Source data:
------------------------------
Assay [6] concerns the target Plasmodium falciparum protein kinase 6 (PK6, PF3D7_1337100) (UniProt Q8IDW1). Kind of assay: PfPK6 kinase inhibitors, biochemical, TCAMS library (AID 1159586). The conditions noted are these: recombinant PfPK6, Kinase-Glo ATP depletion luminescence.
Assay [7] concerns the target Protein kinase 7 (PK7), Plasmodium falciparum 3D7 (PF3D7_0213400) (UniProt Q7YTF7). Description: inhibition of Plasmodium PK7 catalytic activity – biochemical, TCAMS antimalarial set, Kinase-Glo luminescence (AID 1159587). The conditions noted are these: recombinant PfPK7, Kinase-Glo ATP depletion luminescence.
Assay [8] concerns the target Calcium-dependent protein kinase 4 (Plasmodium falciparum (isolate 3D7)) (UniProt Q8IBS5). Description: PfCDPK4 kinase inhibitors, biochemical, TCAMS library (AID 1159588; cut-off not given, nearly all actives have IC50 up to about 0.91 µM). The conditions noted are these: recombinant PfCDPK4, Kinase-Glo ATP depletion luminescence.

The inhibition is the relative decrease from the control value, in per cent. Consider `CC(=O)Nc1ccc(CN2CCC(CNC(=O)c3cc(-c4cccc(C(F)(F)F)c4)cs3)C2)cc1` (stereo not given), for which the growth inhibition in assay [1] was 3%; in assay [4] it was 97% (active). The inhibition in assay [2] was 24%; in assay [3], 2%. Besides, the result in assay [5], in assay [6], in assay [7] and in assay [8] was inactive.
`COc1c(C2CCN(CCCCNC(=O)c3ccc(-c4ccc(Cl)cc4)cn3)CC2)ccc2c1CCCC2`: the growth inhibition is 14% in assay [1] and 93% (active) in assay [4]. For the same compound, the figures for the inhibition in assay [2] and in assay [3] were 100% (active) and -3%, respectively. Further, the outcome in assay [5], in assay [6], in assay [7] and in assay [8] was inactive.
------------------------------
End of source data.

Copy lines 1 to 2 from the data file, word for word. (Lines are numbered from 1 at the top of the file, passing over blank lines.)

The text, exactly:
Assay [6] concerns the target Plasmodium falciparum protein kinase 6 (PK6, PF3D7_1337100) (UniProt Q8IDW1). Kind of assay: PfPK6 kinase inhibitors, biochemical, TCAMS library (AID 1159586). The conditions noted are these: recombinant PfPK6, Kinase-Glo ATP depletion luminescence.
Assay [7] concerns the target Protein kinase 7 (PK7), Plasmodium falciparum 3D7 (PF3D7_0213400) (UniProt Q7YTF7). Description: inhibition of Plasmodium PK7 catalytic activity – biochemical, TCAMS antimalarial set, Kinase-Glo luminescence (AID 1159587). The conditions noted are these: recombinant PfPK7, Kinase-Glo ATP depletion luminescence.